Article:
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Original research
What benefit–risk trade-offs are acceptable to rheumatoid arthritis patients during treatment selection? Evidence from a multicountry choice experiment
  1. Rieke Alten1,
  2. Juan Carlos Nieto-Gonzalez2,
  3. Peggy Jacques3,
  4. Carlomaurizio Montecucco4,
  5. Robert Moots5,6,
  6. Helga Radner7,
  7. Harald E Vonkeman8,9,
  8. Sebastian Heidenreich10,
  9. Chiara Whichello10,
  10. Nicolas Krucien10 and
  11. Katrien Van Beneden11
  1. 1Schlosspark Klinik, University Medicine Berlin, Berlin, Germany
  2. 2Servicio de Reumatología, Hospital General Universitario Gregorio Marañón, Madrid, Spain
  3. 3Department of Rheumatology and VIB Inflammation Research Center, University Hospital Ghent, Ghent, Belgium
  4. 4Division of Rheumatology, University of Pavia and Fondazione IRCCS Policlinico San Matteo, Pavia, Italy
  5. 5Department of Rheumatology, Aintree University Hospital, Liverpool, UK
  6. 6Faculty of Health, Care and Medicine, Edge Hill University, Ormskirk, UK
  7. 7Department of Internal Medicine III, Division of Rheumatology, Medical University Vienna, Vienna, Austria
  8. 8Department of Rheumatology and Clinical Immunology, Medisch Spectrum Twente, Enschede, The Netherlands
  9. 9Department of Psychology, Health & Technology, University of Twente, Enschede, The Netherlands
  10. 10Evidera Inc, London, UK
  11. 11Galapagos NV, Mechelen, Belgium
  1. Correspondence to Dr Rieke Alten; rieke.alten{at}schlosspark-klinik.de

Abstract

Objective Understanding preferences of patients with rheumatoid arthritis (RA) can facilitate tailored patient-centric care. This study elicited trade-offs that patients with RA were willing to make during treatment selection.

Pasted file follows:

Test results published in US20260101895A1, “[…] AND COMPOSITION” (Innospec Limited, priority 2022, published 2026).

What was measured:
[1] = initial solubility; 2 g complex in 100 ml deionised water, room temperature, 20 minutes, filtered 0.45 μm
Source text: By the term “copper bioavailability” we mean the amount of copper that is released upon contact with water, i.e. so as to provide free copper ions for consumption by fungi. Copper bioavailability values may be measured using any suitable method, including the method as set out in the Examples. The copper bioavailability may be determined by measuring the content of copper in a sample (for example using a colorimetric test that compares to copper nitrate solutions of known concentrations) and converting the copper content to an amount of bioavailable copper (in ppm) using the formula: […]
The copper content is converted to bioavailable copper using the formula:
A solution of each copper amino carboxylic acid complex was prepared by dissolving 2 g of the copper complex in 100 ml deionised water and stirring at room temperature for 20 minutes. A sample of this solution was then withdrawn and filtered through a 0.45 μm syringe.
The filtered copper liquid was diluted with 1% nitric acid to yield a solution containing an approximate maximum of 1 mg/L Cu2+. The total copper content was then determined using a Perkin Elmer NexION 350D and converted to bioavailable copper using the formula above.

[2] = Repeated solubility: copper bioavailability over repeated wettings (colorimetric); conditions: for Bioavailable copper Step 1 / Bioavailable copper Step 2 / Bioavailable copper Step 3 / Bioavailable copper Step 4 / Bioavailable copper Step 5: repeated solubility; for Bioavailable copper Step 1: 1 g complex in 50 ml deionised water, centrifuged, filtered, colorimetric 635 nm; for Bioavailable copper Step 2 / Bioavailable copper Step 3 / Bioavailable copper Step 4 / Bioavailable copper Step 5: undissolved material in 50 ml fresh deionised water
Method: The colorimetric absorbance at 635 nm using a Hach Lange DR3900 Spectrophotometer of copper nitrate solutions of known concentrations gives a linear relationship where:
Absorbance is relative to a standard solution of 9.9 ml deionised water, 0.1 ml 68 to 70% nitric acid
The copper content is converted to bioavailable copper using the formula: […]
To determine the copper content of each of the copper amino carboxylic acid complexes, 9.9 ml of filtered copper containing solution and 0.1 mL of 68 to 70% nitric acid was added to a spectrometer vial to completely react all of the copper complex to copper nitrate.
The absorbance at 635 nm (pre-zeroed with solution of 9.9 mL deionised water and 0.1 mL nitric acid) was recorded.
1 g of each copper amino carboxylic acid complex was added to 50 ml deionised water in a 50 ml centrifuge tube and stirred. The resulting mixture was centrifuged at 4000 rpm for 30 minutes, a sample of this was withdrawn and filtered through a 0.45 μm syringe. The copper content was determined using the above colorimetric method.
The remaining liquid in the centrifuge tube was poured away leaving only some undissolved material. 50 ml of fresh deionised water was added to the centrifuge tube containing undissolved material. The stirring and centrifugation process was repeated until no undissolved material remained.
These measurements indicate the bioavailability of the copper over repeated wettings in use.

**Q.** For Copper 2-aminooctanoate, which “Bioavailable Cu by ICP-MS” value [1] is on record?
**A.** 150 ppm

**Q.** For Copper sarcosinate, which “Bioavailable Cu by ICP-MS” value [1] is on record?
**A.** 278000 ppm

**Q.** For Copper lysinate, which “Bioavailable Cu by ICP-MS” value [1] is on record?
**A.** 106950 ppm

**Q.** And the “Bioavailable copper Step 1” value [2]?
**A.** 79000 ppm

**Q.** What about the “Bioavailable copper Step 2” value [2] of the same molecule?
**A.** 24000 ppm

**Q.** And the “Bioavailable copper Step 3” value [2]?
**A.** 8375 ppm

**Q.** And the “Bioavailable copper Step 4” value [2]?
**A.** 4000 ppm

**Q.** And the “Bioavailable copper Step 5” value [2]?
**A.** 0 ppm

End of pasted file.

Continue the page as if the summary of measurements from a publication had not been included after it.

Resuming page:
Methods Patients with RA completed an online discrete choice experiment, consisting of a series of choices between hypothetical treatments. Treatment attributes were selected based on literature review and qualitative patient interviews. Eligible patients were ≥18 years old, diagnosed with RA, receiving systemic disease-modifying antirheumatic drug therapy, and residents of Europe or USA. Male patients were oversampled for subgroup analyses. Data were analysed using a correlated mixed logit model.

Results Of 2090 participants, 42% were female; mean age was 45.2 years (range 18–83). Estimated effects were significant for all attributes (p<0.001) but varied between patients. Average relative attribute importance scores revealed different priorities (p<0.001) between males and females. While reducing pain and negative effect on semen parameters was most important to males, females were most concerned by risk of blood clots and serious infections. No single attribute explained treatment preferences by more than 30%. Preferences were also affected by patients’ age: patients aged 18–44 years placed less importance on frequency and mode of treatment administration (p<0.05) than older age groups. Patients were willing to accept higher risk of serious infections and blood clots in exchange for improvements in pain, daily activities or administration convenience. However, acceptable trade-offs varied between patients (p<0.05).

Conclusion Treatment preferences of patients with RA were individual-specific, but driven by benefits and risks, with no single attribute dominating the decision-making.